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What happens when an Actor is destroyed

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While they released a snippet of native code in UnLevAct.cpp that explains what happens when an Actor is spawned, Epic Games never released the corresponding code for destroying actors. However, though experiments and some experience with random bugs in one's own code, certain assumptions can be made about what exactly happens when an Actor is destroyed with the Destroy() function.

The events described here also happen clientsidely when a replicated actor that isn't bNetTemporary and wasn't "torn off" is no longer relevant to that client. If the actor becomes relevant again at some later point, it will be spawned again as if it is a new actor to that client.

Summary of events[edit]

Everything described in this section happens between the call to Destroy() and its return.

Be careful about calling Destroy() on an actor currently being destroyed. This subsequent Destroy() call will processed as usual, so you will have to manually implement something to break out of this recursion before it crashes the engine with an infinite script recursion error. Once an "inner" Destroy() call succeeds, any "outer" Destroy() will short-circuit and return True without calling any additional events.

Validity checks[edit]

Before doing anything, the engine checks whether the actor can be destroyed at all. Actors with bStatic or bNoDelete set to True cannot be destroyed. Neither can replicated actors with the bNetTemporary flag set to False on a network client, unless they are no longer network relevant to that client. In that case destruction does not originate from the Destroy() function, but from replication code. The Destroy() function will return False if it detects any of these conditions.

Also it seems PlayerControllers (or PlayerPawns in UE1) of clients cannot be destroyed directly on a network server, but the call to Destroy() causes them to be disconnected. That disconnect may happen a bit later, but after the connection is closed, the PlayerController (or PlayerPawn) is destroyed with the usual events getting called as described below. Destroy() returns False here as well, even though the player actor starts disconnecting, which will eventually result in its destruction.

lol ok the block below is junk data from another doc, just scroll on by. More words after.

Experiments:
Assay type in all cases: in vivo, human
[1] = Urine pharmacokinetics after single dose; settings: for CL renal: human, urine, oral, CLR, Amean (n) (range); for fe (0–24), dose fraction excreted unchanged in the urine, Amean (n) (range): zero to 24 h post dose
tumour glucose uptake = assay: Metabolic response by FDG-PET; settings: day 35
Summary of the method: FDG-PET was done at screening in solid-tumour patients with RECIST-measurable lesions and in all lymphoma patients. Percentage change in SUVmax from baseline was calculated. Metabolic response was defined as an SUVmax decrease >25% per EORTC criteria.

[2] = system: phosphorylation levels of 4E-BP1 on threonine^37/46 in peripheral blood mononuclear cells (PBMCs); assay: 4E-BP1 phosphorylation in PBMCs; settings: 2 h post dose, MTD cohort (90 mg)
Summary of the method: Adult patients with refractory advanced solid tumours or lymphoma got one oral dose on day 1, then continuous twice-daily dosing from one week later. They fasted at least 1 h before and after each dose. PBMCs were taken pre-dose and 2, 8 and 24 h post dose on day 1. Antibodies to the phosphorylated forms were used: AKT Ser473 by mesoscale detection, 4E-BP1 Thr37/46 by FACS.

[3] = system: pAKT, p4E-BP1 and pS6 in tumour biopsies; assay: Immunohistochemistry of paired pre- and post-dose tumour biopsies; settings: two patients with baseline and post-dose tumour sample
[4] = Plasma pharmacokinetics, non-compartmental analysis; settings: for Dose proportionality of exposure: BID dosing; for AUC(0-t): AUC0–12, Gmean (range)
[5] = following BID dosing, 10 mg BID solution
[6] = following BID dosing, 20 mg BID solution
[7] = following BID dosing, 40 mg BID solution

bPendingDelete[edit]

While the Destroy() function is executed, the Actor's bPendingDelete property is set to True. Any event called directly or indirectly during destruction should check this property before doing anything that won't make sense on an Actor that is about to be deleted from the level.

EndState()[edit]

If the actor is in a state, the EndState() event is called. The actor doesn't actually leave the state, though. You could probably still switch states via GotoState(), but don't complain if you or your code gets confused.

Destroyed()[edit]

Next, the Destroyed() event is called. As mentioned above, the actor does not leave its current state, so you could probably override this event in states.

Detach(), BaseChanged()[edit]

If the actor is attached to another actor (thisActor.Base != None), the base actor's Detach() event and the destroyed actor's BaseChange() event are called. Similarly, for any actor attached to the destroyed actor, the destroyed actor's Detach() event and the detached actor's BaseChange() event are called.

UnTouch()[edit]

If the actor is touching any other actors, those actors' UnTouch() event is called. It is not called on the destroyed actor itself, though.

Owner.LostChild()[edit]

Lastly, if the actor has an Owner, that owner actor's LostChild() event is called.

After Destroy() returned[edit]

When the Destroy() function (or the replication code that cleans up obsolete replicated actors) returns, the actor object is not actually gone, it just becomes unaccessible by other objects in UnrealScript.

If the Destroy() function was called from within a function of the destroyed actor, then that function continues to execute even after Destroy() returned successfully. If you execute code after a successful Destroy() call, things start getting awkward. You can still access the destroyed actor's variables and call its functions, but only directly, not through variables or function return values. You can even still assign the destroyed actor to variables, but accessing variable or calling functions through them fails with an Accessed None warning:

function DestructionTest()
{
  local Actor Before, After;
 
  Before = Self;
 
  // logs "False True True"
  log(bDeleteMe @ Destroy() @ bDeleteMe);
 
  After = Self;
 
  // logs 3 Accessed None warnings, then logs "True False False False",
  // because accessing a variable through None returns its null value,
  // which is False for type bool
  log(bDeleteMe @ Self.bDeleteMe @ Before.bDeleteMe @ After.bDeleteMe);
 
  // logs 3x this actor's name, separated by single spaces
  // (even though the engine claimed it was accessing None in the previous log() call)
  log(Self @ Before @ After);
}

Note that the Self keyword and variable assignments still work, just accessing class members through them no longer does. That bDeleteMe variable is set to True by the Destroy() function after all the events described in the Summary of events section.